By Jillian Steinhauer
March 5, 2020
All art fairs aren’t the same, but they can have a comparable blanketing effect: after hours of walking around a sales floor, the works start to blend together. Was this the clever neon text sculpture you liked, or was it that one?
Sheila Urevbu owns and directs Art Village Gallery, an art gallery in downtown Memphis dedicated to connecting Memphis to diferent cultures through art. We recently sat down with Sheila to learn more about her history, what has led her to being a key cultural leader in Memphis, and how the Dixon fts in to her story.
Art Village Gallery is pleased to announce its inaugural presentation for VOLTA New York. At the fair, the gallery will feature new and recent works by three artists including Nigerian artist Tega Akpokona, Ethiopian artist Zeinu Mudeser and Nigerian artist Ephraim Urevbu.
This presentation exemplifies Art Village Gallery’s commitment to promoting diverse, international artists, with an emphasis on artists who push the boundaries of their chosen material, or whose practices transcend a single medium.
In celebration of Black History Month, the seventh edition of the Out of Africa exhibition series returns to Art Village Gallery and the South Main Arts District bringing contemporary art from Africa and its Diaspora to the forefront. Known for presenting extraordinary international artwork, the gallery will present Negritude, The Igbo Has Landed, new artwork by Nigerian artist, Gerald Chukwuma, which marks the artist’s first solo exhibition in the United States.
In celebration of Black History Month, the sixth edition of the art exhibition, Out of Africa returns to Art Village Gallery and the South Main Arts District bringing contemporary art from Africa and its Diaspora to the forefront. Featuring work by Nigerian-based artist, Uchay Joel Chima in his first solo exhibition at the gallery, Inhabitants of the Earth will feature events that further explore the culture that inspired the artwork.
What happens when civil rights and art collide? Art Village Gallery's ground-breaking Beyond the Balcony MLK50 tribute exhibition answers the call--"Where do we go from here?" this Friday, March 30, from 6:30-8:30pm, at 410 S. Main Street in the South Main Arts District on Trolley Night.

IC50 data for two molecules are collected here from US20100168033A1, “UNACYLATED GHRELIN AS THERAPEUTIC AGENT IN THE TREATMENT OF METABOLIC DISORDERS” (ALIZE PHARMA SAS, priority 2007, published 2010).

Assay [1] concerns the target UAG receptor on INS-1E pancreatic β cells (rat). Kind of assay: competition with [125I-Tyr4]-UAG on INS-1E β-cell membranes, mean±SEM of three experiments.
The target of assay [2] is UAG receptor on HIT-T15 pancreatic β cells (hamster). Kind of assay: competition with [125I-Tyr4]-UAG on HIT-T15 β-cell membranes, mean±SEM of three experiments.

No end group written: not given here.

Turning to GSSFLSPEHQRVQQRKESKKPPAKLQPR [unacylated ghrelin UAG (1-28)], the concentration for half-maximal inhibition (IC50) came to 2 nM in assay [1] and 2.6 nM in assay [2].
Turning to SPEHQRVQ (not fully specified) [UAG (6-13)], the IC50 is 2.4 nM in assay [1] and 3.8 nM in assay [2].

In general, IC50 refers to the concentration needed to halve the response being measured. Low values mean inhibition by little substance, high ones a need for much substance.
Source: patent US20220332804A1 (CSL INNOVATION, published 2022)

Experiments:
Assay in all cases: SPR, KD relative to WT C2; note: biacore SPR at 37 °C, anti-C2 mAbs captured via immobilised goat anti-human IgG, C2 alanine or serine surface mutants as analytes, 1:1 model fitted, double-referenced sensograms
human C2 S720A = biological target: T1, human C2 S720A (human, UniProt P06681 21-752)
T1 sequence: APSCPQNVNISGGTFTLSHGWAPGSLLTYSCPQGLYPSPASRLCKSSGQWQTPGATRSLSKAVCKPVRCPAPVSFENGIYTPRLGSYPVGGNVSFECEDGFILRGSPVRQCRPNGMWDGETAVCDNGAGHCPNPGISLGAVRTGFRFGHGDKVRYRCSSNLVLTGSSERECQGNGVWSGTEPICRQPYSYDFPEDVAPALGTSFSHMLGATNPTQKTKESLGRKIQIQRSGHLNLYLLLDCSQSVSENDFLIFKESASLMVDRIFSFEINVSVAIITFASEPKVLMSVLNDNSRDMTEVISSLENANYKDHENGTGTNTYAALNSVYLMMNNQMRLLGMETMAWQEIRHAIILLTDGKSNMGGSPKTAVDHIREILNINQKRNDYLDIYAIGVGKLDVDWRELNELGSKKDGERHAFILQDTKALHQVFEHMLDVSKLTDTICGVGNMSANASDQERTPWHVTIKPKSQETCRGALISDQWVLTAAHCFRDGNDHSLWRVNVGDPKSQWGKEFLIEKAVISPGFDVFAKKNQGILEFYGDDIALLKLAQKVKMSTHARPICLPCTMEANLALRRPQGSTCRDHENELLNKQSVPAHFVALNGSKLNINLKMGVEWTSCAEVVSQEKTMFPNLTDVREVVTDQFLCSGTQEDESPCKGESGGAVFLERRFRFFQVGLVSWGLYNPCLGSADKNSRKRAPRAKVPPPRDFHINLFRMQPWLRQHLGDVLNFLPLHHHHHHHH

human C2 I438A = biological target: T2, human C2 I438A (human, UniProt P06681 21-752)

In celebration of International Women’s History Month, Art Village Gallery is proud to bring Nevertheless, She Persisted to the South Main Arts District.
By: Joyce McKinney, The Memphis 100
Two years ago, Sheila Urevbu left corporate America to join her husband, Ephraim, at Art Village Gallery in downtown Memphis. As a gallery curator, she recognized the pronounced gender inequalities in visual arts, so she set out on a mission to identify women who dared to pour their passions and life experiences into painting.
By Jacob Steimer, MBJ
Ephraim and Sheila Urevbu have ambitious goals for their renovation of 412 S. Main Street. The space, they hope, will soon be the home of art business instruction, in-depth community conversations and a restaurant from the minds of Ephraim Urevbu and one of the city's most successful restaurateurs.
Since Onix restaurant moved out of the space last year, the Urevbus have already invested $60,000 cleaning up and overhauling the space to better accomplish their mission of "diversity through the arts."
By Marco Pave
The talk of downtown Memphis for the past 10 years has been the “South Main Arts District.” We’ve heard it over and over and it’s now a part of the cosmopolitan Memphian vocabulary. Like with many redevelopments, we sometimes forget the history of the place or how the new buildings came about. According to historic-memphis.com, “The South Main Historic Arts District is an area that is returning from the dead - from old, dark, deserted, and boarded up buildings.
Candles aren't something you'd normally find renowned artist Ephraim Urevbu crafting, but he's found another way to share his art and his personal desire for peace in our world.
By Shara Clark, Memphis Magazine
All aboard! This weekend marks the 15th anniversary of the South Main Trolley Night. Many Memphians recognize this last-Friday-of-the-month event as a night filled with fun, music, art, and trolley rides. It all started on September 29th, 2000, when a single vintage trolley rode up and down South Main free-of-charge for passengers attending the first (what was then called) South Main Art Trolley Tour.
On Saturday evening, September 6, supporters of Harding Academy's fine arts program enjoyed an evening of art, fun, and refreshment on historic South Main Street in downtown Memphis. Resident artist, Ephraim Urevbu, opened his gallery just for the Harding family and shared his incredible story that began in Warri, Nigeria.
By Michael Sheffeld, MBJ
When attorney Jenny Kiesewetter was preparing to move into her new 3,500-square-foot office in East Memphis, she was looking for a modern, high-tech theme. She wanted a new space that wouldn’t have been out of place in San Francisco or New York.
The best way to do that, she thought, was to use art. However, the budget for original pieces of art can hit five or six figures if you get carried away, and Kiesewetter had to keep costs under control.